Updated models with AMD graphics options expected in early 2017.
Apple Reportedly Targeting Mid-December for iOS 4.3 Release
Earlier today, we noted increasing rumors regarding Apple and News Corp working together to launch a tablet-focused news product, with John Gruber weighing in to suggest that Apple is tentatively planning for a December 9th media event to introduce the new offering. Gruber noted that Apple's key role in the product's development has been the creation of APIs to support recurring subscription billing via iTunes Store accounts, functionality that would presumably require another iOS update.
MacStories adds its voice to the rumors, claiming that Apple has been planning for a release of iOS 4.3 for Monday, December 13th. That release plan was predicated, however, on iOS 4.2 seeing an early November debut, a schedule that was pushed back after Apple discovered several bugs just prior to release.
Here's what we heard from a reliable source: when Apple didn't know about the WiFi issues in the GM seed of iOS 4.2, the OS was scheduled to be released weeks before Nov. 22nd. Apple found out about the WiFi issues, released a second GM build and iOS 4.2 came out yesterday. It came out in November, but it should have been out in the first half of November. Anyway, before the WiFi issues were discovered, Apple was already planning to release a new build of iOS 4.x in mid-December. Most specifically, they were planning for an iOS 4.3 release on December 13th, which is a Monday.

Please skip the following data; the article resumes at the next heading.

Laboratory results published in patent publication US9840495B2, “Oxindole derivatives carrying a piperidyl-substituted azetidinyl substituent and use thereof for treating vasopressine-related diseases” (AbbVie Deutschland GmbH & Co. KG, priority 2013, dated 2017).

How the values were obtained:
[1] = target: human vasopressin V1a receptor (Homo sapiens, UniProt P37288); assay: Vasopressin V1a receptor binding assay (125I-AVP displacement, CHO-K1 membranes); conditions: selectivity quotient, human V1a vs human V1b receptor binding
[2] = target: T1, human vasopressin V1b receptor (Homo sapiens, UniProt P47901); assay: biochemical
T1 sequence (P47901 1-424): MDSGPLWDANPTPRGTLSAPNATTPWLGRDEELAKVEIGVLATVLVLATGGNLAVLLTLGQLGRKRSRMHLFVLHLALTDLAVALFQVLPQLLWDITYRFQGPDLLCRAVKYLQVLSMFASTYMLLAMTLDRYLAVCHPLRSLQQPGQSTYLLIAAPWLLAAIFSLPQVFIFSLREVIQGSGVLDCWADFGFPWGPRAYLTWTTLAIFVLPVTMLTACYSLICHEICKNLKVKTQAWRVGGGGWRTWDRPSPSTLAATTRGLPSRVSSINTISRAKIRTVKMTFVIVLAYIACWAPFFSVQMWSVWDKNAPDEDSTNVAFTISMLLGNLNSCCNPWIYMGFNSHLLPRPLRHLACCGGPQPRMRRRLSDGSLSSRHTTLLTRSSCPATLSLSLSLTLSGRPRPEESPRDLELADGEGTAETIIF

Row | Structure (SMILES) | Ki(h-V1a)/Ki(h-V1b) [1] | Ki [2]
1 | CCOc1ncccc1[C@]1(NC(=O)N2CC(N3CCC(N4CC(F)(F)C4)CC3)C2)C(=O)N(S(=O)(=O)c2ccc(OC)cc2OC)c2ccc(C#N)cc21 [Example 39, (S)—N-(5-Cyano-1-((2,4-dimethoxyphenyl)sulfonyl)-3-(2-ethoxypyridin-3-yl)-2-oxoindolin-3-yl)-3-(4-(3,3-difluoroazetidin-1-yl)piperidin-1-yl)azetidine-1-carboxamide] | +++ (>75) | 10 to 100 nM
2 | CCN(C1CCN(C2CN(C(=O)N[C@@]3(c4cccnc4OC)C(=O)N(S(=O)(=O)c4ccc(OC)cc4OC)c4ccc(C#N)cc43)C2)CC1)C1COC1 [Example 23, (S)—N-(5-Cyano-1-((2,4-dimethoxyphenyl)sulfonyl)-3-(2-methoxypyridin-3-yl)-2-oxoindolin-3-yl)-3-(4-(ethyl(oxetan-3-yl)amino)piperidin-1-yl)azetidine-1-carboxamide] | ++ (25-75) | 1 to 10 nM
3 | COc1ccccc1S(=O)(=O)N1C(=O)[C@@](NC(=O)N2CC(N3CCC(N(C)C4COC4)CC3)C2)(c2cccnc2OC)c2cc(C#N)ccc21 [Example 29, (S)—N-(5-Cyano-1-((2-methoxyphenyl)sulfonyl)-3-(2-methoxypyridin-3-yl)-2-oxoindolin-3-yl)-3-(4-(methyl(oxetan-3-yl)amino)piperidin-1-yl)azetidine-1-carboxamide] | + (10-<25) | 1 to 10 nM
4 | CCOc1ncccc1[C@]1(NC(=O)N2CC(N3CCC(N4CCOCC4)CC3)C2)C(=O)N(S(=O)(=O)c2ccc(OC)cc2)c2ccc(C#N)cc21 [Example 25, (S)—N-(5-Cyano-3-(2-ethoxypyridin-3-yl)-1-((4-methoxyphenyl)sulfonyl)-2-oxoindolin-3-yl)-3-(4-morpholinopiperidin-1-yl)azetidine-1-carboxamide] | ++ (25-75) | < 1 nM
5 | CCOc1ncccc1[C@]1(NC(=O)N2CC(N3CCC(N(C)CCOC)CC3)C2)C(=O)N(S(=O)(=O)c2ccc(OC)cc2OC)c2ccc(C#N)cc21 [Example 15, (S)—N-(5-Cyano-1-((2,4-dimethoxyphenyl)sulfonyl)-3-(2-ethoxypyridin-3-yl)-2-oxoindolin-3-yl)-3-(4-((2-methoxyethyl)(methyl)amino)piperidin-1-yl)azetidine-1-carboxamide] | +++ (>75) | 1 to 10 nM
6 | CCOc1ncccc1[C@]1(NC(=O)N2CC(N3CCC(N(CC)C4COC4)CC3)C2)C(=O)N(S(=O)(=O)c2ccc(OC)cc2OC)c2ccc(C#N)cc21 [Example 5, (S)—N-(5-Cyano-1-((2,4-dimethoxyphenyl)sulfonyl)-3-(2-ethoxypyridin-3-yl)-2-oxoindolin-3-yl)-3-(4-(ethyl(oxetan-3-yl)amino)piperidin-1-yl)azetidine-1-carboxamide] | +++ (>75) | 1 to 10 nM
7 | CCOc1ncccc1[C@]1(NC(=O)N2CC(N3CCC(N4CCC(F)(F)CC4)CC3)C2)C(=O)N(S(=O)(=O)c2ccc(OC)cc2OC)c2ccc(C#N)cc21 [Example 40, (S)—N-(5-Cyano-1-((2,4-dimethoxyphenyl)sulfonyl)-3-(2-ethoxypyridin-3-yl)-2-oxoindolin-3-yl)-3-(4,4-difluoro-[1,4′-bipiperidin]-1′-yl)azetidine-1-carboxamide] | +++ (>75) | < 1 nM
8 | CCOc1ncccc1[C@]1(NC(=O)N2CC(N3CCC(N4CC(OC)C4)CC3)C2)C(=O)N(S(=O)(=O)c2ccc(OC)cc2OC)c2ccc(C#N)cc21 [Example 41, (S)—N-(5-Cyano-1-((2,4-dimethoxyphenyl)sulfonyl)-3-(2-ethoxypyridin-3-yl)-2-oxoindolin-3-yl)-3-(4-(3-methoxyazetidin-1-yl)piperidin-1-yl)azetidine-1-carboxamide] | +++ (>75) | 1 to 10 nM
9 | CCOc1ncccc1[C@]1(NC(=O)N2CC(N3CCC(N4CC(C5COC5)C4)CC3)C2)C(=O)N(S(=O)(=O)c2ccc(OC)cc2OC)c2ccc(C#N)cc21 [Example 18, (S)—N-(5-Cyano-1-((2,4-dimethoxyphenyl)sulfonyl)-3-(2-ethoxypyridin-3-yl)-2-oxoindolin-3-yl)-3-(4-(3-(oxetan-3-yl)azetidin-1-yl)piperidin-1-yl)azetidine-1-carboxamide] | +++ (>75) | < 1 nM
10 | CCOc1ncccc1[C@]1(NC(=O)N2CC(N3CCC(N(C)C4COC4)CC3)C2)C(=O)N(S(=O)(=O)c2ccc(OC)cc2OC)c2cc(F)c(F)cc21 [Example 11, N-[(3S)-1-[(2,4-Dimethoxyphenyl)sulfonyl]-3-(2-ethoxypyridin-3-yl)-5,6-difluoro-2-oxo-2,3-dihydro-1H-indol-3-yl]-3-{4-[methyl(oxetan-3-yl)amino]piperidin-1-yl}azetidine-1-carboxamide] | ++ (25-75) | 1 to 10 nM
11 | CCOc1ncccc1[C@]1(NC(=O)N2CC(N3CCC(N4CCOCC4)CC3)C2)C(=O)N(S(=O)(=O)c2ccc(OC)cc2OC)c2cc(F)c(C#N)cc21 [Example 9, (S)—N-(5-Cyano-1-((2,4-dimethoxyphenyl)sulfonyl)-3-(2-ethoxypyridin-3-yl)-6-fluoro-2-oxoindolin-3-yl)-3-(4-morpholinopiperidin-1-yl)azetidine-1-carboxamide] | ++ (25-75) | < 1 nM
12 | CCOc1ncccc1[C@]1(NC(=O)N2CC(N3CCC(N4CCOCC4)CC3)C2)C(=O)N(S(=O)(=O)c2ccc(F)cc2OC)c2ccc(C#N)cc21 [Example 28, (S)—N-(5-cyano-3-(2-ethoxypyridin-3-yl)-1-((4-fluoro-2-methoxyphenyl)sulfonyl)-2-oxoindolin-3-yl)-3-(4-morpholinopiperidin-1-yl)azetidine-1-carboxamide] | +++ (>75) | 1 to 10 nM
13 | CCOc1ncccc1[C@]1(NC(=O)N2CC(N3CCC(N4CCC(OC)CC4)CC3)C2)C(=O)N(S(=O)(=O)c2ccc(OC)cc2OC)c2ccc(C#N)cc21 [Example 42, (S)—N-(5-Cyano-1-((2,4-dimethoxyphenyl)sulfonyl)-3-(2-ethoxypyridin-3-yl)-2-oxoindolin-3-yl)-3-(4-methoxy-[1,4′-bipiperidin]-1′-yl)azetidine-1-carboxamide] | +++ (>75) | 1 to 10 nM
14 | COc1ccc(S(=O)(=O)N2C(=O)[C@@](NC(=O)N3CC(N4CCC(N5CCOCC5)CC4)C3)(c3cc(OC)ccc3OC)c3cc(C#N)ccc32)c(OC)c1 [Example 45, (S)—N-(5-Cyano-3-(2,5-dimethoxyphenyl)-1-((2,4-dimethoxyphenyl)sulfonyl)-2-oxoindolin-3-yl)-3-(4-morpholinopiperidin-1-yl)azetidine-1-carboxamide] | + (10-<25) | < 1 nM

Our source tells us it is unclear whether the "extra time" that was required to ship iOS 4.2 (actually, it's iOS 4.2.1) will cause a delay for the rumored release of iOS 4.3 on December 13th or not. iOS 4.3 should, however, include bug fixes and maintenance of the code. It's likely that 4.3 will also address the initial issues found in AirPlay, but we can't confirm this just yet.
With the rumored December 13th launch for iOS 4.3 less than three weeks away now, we have yet to see Apple seed any builds of the next version to developers, casting some doubt on whether Apple will be able to meet this goal.